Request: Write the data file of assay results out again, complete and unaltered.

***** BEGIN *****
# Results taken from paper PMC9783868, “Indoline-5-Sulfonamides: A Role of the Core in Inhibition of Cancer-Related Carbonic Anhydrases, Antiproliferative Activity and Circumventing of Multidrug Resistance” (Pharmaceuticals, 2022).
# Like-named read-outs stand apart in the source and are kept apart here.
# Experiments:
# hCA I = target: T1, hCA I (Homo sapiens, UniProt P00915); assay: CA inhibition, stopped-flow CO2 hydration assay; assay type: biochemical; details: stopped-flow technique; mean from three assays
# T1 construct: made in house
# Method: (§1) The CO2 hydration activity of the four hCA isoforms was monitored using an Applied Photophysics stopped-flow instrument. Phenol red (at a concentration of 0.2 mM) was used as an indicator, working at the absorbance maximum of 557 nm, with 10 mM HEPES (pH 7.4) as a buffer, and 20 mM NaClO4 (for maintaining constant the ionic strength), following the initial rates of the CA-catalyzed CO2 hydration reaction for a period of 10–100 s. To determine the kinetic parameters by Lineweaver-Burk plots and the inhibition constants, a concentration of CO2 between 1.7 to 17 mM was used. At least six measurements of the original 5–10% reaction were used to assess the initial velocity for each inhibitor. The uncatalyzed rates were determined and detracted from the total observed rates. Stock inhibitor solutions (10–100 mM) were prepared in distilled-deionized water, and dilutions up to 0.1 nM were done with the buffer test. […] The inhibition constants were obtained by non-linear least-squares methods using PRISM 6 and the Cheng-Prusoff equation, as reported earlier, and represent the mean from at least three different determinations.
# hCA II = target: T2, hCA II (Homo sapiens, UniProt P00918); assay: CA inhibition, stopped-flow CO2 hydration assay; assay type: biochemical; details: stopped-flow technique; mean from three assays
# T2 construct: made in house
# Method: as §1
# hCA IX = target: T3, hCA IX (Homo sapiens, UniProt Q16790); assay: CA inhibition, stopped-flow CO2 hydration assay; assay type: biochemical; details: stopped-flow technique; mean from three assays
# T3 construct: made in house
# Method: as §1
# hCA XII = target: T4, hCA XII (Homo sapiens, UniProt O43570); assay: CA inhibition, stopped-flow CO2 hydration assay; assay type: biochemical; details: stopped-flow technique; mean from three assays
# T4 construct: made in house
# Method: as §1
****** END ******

# Results taken from paper PMC9783868, “Indoline-5-Sulfonamides: A Role of the Core in Inhibition of Cancer-Related Carbonic Anhydrases, Antiproliferative Activity and Circumventing of Multidrug Resistance” (Pharmaceuticals, 2022).
# Like-named read-outs stand apart in the source and are kept apart here.
# Experiments:
# hCA I = target: T1, hCA I (Homo sapiens, UniProt P00915); assay: CA inhibition, stopped-flow CO2 hydration assay; assay type: biochemical; details: stopped-flow technique; mean from three assays
# T1 construct: made in house
# Method: (§1) The CO2 hydration activity of the four hCA isoforms was monitored using an Applied Photophysics stopped-flow instrument. Phenol red (at a concentration of 0.2 mM) was used as an indicator, working at the absorbance maximum of 557 nm, with 10 mM HEPES (pH 7.4) as a buffer, and 20 mM NaClO4 (for maintaining constant the ionic strength), following the initial rates of the CA-catalyzed CO2 hydration reaction for a period of 10–100 s. To determine the kinetic parameters by Lineweaver-Burk plots and the inhibition constants, a concentration of CO2 between 1.7 to 17 mM was used. At least six measurements of the original 5–10% reaction were used to assess the initial velocity for each inhibitor. The uncatalyzed rates were determined and detracted from the total observed rates. Stock inhibitor solutions (10–100 mM) were prepared in distilled-deionized water, and dilutions up to 0.1 nM were done with the buffer test. […] The inhibition constants were obtained by non-linear least-squares methods using PRISM 6 and the Cheng-Prusoff equation, as reported earlier, and represent the mean from at least three different determinations.
# hCA II = target: T2, hCA II (Homo sapiens, UniProt P00918); assay: CA inhibition, stopped-flow CO2 hydration assay; assay type: biochemical; details: stopped-flow technique; mean from three assays
# T2 construct: made in house
# Method: as §1
# hCA IX = target: T3, hCA IX (Homo sapiens, UniProt Q16790); assay: CA inhibition, stopped-flow CO2 hydration assay; assay type: biochemical; details: stopped-flow technique; mean from three assays
# T3 construct: made in house
# Method: as §1
# hCA XII = target: T4, hCA XII (Homo sapiens, UniProt O43570); assay: CA inhibition, stopped-flow CO2 hydration assay; assay type: biochemical; details: stopped-flow technique; mean from three assays
# T4 construct: made in house
# Method: as §1